Then you have to perform tests, and there you need people in the laboratory. Then comes the process of distribution, sale and manufacturing of all the products that are produced with the crop. 

These include oils, vape cartridges, edibles and all the other products. Finally, it is sold in a dispensary, where we have business owners and people who need to know about marketing strategies, advertising, and regulatory laws.

Trusty says that much of the information on the Internet about cannabis is false due to the lack of research opportunities. 

“Because it is illegal, a lot of the information on it [cannabis] is just garbage and faux,” she said. “There is not a lot of research-based information. The government and universities have avoided doing that kind of research because it's illegal.”

She hopes that providing this education to students can help break the stigma around the plant and learn more about its utility in the field of medicine and explore it as a sustainable alternative.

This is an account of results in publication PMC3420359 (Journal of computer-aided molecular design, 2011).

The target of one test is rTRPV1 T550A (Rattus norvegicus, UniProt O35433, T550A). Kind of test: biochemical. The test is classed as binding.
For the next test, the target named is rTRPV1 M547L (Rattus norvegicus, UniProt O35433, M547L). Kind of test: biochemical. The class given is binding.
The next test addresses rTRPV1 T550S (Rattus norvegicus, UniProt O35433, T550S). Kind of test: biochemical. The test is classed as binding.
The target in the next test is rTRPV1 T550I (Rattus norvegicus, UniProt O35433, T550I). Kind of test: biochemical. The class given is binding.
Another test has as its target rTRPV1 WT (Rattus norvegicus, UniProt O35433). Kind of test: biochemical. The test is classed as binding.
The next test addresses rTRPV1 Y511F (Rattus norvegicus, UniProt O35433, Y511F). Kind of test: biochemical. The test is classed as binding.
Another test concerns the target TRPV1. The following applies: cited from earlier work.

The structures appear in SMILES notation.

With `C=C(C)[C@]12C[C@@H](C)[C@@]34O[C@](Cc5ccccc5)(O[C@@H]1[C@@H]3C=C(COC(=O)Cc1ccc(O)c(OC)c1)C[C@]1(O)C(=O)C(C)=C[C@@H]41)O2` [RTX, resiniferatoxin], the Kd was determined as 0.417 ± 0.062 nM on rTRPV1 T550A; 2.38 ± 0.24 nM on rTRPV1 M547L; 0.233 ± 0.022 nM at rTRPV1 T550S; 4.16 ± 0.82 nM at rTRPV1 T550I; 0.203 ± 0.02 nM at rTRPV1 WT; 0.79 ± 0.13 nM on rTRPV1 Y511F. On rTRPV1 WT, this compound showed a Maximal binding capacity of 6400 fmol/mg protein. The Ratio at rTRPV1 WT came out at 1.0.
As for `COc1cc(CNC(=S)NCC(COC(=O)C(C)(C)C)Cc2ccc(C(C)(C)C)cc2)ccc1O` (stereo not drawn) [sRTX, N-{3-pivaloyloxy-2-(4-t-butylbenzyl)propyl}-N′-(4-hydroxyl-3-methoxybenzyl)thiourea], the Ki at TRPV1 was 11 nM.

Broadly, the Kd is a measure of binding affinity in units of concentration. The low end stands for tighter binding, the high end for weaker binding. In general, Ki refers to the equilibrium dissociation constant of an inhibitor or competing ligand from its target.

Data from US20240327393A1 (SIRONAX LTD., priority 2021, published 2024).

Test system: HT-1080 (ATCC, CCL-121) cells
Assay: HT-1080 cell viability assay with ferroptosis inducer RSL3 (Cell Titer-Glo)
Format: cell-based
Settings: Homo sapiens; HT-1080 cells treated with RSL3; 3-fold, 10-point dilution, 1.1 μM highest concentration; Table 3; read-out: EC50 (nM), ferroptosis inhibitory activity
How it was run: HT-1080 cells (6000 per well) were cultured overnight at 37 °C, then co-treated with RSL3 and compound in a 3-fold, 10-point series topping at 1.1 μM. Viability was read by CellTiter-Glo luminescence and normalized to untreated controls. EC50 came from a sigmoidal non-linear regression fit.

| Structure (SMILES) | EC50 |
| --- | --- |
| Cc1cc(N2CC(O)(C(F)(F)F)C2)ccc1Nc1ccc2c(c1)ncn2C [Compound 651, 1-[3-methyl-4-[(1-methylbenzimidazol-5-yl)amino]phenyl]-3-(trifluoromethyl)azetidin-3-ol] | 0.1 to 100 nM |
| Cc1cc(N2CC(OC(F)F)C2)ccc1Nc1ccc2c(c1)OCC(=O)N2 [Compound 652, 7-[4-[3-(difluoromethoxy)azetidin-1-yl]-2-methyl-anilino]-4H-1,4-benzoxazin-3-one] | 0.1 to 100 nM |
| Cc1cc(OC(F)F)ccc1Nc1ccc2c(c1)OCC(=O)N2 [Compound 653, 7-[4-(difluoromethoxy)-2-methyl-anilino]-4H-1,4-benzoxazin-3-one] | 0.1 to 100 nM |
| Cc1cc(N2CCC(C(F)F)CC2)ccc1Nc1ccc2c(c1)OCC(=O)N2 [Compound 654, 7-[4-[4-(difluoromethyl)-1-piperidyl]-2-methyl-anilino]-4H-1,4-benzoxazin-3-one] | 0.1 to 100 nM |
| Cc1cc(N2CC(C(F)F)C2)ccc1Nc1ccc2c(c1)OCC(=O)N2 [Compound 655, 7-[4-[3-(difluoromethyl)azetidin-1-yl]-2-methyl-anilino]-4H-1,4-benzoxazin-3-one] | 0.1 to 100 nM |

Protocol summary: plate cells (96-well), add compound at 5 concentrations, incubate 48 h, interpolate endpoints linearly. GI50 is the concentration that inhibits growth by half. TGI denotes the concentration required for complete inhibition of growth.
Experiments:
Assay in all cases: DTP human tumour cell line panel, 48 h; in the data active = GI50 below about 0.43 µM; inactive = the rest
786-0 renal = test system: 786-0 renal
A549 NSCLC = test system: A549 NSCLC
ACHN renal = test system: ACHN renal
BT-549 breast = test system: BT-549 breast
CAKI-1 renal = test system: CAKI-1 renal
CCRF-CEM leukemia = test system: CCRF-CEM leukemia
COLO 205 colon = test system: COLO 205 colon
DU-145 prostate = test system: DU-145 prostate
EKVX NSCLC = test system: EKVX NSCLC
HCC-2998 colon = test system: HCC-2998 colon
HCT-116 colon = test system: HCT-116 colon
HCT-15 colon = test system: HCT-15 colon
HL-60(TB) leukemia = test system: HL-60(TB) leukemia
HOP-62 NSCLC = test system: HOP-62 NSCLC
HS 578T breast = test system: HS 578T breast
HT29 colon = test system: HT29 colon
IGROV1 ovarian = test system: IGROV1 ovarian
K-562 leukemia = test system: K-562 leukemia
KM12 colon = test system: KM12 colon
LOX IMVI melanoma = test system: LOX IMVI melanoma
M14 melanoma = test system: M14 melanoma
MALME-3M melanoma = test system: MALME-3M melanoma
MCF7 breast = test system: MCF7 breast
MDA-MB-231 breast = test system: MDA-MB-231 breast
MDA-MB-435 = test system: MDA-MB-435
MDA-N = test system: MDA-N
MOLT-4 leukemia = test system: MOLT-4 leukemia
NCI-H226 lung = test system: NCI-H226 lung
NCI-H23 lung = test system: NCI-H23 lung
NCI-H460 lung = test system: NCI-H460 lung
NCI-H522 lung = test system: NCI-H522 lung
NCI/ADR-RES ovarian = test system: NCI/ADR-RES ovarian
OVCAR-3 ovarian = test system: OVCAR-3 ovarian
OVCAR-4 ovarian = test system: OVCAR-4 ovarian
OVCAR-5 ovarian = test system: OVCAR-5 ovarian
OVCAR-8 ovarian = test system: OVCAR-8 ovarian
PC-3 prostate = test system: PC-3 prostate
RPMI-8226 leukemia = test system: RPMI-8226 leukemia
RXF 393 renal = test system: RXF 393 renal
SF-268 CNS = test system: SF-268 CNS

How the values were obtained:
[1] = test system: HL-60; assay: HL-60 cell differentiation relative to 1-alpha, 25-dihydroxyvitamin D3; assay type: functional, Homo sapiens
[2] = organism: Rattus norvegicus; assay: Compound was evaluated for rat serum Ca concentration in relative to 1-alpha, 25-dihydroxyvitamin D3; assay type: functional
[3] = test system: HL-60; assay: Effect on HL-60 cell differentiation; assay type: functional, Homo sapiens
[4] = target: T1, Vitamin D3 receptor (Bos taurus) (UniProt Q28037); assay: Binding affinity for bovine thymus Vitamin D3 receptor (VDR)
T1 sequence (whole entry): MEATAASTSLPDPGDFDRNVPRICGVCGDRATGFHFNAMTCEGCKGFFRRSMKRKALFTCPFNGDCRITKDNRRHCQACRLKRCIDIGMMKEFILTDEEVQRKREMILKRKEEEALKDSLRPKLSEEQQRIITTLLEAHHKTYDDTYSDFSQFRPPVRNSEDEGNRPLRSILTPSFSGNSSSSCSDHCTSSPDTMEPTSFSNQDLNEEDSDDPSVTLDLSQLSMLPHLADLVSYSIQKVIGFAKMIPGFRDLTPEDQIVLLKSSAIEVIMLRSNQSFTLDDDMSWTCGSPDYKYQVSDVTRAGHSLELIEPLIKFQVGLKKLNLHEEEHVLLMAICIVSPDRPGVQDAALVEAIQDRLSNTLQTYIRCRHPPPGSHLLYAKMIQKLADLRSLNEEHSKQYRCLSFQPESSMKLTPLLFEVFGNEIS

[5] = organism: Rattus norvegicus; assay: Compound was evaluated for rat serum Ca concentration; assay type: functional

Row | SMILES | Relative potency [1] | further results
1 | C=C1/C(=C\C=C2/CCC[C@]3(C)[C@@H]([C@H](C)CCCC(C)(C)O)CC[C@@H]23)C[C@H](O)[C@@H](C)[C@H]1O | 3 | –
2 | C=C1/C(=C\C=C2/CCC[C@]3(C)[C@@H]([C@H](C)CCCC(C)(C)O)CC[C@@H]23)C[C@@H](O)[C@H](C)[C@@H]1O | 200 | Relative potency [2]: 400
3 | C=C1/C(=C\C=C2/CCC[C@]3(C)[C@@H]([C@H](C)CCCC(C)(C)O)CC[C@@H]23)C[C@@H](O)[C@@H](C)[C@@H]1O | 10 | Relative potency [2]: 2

The two-year program includes five 3-credit courses, according to the university's website, including Trusty's medical hemp and cannabis course, a hands-on hop and hemp field experience course, and three courses chosen from various possibilities, based on the student's interest or work preference. 

Students already pursuing a degree in any college at UC can add the certificate to their program.

With all that said, progress is being made with bringing cannabis to the University level, and this is good for everyone involved.

This article was summarized by an article that originally appeared on newsrecord.org1